Finding Truth in Fiction: What Fan Culture Gets Right - And Why It's Good To Get Lost in a Story
by Karen E. Dill-Shackleford and Cynthia Vinney
In Finding Truth in Fiction, two media psychologists reveal that there's much more to our desire to seek out stories in film, TV, and books than simple diversion - fiction can help us find truth in our real lives. Whether you consider yourself a fan of popular media or whether you find yourself thinking of a particular fictional scene for inspiration, you are not alone.
Though some assume that interest in a fictional world is a sign of psychological trouble, the authors enthusiastically disagree. Because story worlds are simulations of our social world, we use them to make sense of our experiences and even decide what kind of people we want to be. This makes fiction far from trivial. By exploring our relationship with fictional stories and characters, the authors will examine how we create mental models in our minds so we can understand stories and characters and how we differentiate between the identities of characters and the actors who play them. What story arcs, such as the hero's journey, are we drawn to again and again? How do the moments that strike us as important in a story change as we age and move through different stages in our life?
Delving into these questions and many more, the authors conclude that being a fan is not just healthy, it's human.
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Mad Men Unzipped: Sex. Love, and the Sixties on TV
by Karen E. Dill-Shackleford, Cynthia Vinney, Jerri Lynn Hogg, and Kristin Hopper-Losenicky
This is the story of the Mad Men fan phenomenon: how the show and its fans distinguished themselves in a market where it’s hard to make an impression, not unlike the driven ad execs at the center of the show. In this book, four media psychologists who also just happen to be dedicated Mad Men fans explore how the show’s viewers make meaning from fictional drama. The authors also interviewed several contemporary advertising industry professionals, getting their inside view of the business in its modern guise and what they make of the show’s vision of their past. The result is cutting-edge psychological research that crunches and codes online fan commentary to understand the ways that people use the show to debate complex social issues, from sex and alcohol to gender roles, parenting, and advertising itself. What do the 1960s mean to us today, and how well does the twenty-first century measure up against that famously turbulent decade? Which characters do fans identify with—and which ones do they love to hate? How would fans unfurl the Mad Men storylines if they were in charge? What makes a good man, and has it changed over time? How should husbands and wives treat each other, and how should parents treat their children?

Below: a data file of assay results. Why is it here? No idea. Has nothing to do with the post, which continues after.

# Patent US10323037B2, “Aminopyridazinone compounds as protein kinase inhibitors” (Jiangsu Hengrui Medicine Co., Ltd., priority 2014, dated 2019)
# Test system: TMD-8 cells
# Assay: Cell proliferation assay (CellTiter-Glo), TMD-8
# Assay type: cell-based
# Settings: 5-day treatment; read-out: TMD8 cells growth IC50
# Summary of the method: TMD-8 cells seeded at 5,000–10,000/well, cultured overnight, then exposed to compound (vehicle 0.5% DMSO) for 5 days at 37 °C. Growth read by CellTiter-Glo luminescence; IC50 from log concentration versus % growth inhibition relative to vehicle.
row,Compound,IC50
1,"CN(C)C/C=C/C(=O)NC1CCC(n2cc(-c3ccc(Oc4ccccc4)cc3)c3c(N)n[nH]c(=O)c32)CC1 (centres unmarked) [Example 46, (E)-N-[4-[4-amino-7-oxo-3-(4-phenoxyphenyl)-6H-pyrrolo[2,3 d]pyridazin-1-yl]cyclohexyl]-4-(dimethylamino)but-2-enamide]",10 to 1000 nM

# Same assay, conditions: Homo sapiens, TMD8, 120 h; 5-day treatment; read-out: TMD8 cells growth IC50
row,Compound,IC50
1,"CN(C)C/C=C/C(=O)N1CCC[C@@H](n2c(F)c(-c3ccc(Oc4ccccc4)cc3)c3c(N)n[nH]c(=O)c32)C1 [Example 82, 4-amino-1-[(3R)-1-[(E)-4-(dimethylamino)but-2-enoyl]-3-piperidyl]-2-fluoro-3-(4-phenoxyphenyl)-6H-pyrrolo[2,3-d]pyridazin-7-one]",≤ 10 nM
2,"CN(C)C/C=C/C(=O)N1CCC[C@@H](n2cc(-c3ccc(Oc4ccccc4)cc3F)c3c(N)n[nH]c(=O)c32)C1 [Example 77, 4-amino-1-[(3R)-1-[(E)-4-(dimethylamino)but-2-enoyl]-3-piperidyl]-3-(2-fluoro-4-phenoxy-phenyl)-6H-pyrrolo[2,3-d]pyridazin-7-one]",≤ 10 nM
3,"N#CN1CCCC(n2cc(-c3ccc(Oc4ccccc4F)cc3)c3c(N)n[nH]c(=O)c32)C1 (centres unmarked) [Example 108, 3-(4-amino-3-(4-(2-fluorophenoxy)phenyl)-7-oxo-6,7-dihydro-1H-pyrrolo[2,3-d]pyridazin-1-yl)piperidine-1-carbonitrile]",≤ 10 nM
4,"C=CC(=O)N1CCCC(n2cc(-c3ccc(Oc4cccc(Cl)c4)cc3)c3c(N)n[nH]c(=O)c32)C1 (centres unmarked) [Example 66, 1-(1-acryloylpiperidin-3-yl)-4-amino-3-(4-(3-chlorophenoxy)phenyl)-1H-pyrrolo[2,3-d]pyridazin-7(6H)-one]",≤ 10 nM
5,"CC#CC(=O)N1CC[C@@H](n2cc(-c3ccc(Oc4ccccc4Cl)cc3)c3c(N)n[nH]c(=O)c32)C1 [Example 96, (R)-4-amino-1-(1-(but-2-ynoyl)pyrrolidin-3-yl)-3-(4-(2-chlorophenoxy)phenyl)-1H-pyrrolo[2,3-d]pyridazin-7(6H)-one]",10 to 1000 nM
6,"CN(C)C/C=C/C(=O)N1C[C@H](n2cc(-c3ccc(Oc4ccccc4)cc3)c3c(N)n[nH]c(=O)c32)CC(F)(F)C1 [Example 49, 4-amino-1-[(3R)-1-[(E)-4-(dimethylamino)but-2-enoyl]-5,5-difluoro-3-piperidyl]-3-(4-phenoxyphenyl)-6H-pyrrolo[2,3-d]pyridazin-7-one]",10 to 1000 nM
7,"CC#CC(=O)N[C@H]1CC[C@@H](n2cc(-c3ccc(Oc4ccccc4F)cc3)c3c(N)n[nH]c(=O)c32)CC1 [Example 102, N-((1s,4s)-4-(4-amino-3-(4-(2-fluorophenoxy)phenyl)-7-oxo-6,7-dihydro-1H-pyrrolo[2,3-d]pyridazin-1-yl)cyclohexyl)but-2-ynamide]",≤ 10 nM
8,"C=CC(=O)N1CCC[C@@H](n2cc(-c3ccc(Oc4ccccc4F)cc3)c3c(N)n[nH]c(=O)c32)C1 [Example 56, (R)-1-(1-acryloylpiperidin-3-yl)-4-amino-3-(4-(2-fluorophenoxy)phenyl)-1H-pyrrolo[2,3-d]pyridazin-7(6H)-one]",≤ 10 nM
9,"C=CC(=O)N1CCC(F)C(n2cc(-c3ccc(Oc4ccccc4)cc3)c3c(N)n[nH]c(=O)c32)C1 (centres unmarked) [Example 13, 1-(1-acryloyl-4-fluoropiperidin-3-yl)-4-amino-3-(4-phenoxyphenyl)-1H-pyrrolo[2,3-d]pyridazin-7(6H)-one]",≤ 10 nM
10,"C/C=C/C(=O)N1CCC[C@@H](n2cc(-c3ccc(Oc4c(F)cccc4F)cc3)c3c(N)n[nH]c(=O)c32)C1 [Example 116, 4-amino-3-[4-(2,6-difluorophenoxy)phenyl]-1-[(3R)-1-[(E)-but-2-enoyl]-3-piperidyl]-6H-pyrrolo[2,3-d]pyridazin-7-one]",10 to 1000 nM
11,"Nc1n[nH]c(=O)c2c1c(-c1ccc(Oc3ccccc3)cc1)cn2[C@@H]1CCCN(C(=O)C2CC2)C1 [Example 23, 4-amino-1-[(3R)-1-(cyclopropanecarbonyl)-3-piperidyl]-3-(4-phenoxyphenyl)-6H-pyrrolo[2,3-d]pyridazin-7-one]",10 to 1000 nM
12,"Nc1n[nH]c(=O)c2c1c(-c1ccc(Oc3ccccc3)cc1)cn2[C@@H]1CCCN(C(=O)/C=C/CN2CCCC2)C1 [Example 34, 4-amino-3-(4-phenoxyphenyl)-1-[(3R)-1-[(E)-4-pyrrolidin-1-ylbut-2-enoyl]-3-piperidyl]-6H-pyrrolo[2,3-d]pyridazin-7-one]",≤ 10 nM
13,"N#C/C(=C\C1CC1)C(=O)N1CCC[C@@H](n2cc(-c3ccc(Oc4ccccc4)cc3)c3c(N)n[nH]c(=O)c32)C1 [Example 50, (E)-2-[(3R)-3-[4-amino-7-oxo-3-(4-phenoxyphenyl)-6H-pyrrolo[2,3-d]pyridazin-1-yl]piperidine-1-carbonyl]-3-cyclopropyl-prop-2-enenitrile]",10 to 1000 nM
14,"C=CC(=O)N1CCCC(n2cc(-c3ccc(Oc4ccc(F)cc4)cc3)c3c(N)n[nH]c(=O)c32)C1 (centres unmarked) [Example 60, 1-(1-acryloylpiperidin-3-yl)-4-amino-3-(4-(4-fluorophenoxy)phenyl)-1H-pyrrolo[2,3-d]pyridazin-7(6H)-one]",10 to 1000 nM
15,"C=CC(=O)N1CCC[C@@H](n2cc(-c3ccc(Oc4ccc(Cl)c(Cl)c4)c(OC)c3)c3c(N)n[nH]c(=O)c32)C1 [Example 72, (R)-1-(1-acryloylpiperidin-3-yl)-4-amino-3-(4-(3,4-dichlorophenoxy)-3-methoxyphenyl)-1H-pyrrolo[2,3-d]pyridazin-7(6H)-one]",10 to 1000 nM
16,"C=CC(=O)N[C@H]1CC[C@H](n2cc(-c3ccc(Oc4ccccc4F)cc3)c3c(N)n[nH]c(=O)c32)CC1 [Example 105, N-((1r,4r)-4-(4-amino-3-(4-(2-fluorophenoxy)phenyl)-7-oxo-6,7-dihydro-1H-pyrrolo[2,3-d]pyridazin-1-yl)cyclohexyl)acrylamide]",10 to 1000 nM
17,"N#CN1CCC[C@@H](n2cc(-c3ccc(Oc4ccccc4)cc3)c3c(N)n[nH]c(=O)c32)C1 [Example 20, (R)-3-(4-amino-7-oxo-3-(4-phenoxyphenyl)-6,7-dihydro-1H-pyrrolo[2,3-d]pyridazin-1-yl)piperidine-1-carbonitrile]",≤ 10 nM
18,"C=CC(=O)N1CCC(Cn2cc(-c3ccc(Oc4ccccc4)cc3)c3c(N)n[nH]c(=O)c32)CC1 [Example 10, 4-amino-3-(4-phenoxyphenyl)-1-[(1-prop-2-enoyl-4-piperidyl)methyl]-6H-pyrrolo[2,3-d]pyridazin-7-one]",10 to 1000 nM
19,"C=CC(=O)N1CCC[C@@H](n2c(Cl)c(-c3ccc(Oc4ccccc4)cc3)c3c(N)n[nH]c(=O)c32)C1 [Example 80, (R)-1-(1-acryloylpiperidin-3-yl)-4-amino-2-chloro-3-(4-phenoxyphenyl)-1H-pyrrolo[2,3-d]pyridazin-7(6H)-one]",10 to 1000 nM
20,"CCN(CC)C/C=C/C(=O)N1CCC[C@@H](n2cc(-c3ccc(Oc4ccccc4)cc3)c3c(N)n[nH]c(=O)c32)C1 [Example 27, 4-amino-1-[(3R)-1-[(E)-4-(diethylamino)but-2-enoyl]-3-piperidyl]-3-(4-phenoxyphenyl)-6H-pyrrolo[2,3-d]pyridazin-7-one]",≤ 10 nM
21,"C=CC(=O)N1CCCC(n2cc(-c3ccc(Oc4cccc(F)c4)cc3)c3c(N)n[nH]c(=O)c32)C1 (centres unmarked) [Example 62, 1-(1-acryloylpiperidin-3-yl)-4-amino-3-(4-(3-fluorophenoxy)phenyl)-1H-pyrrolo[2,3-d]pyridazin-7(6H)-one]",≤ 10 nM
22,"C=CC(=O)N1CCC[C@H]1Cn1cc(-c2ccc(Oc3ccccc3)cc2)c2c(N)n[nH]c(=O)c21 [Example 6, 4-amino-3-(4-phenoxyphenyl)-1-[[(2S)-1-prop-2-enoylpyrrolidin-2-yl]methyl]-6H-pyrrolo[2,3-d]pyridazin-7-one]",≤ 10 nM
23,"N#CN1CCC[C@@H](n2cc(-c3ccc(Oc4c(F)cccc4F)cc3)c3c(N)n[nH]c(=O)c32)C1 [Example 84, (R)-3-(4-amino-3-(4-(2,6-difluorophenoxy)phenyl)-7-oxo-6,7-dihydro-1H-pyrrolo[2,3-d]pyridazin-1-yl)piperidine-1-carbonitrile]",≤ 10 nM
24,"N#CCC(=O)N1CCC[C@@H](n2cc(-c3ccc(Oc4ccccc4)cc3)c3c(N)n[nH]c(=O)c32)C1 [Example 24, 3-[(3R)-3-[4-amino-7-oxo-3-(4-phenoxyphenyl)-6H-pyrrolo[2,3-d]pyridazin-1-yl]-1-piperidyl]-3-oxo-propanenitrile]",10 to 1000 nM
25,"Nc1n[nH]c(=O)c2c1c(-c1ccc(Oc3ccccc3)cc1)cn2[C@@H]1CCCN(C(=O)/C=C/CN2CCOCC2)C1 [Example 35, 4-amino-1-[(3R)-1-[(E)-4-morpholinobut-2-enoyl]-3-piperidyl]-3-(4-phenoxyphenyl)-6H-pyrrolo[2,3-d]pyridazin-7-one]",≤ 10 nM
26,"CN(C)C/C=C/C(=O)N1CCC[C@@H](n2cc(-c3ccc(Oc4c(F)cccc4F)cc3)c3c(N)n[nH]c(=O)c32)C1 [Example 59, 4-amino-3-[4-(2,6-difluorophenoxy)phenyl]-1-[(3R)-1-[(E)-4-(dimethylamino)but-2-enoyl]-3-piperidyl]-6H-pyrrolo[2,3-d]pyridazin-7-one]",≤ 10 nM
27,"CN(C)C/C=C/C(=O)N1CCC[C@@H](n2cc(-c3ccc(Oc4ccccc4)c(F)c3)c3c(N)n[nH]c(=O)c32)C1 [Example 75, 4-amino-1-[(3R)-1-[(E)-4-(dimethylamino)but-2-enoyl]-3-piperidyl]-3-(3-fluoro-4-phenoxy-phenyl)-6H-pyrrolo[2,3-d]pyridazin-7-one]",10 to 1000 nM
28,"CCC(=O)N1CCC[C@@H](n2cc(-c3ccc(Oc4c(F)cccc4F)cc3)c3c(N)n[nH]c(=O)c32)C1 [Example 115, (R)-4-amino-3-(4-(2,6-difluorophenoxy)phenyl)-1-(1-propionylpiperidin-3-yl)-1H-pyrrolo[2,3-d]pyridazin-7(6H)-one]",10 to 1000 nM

In answering these questions, the authors explore not just the online commentary but also Mad Menfans’ fan fiction, cosplay, cocktail making, and vintage furniture collecting. Whether tweeting as one of the main characters (or just a lowly mail clerk), setting Peggy up with the man who’ll treat her right, or figuring out just which “Mad Man” they are at heart, fans integrate the show into their lives and use it to make sense of their own choices in work, leisure, and love.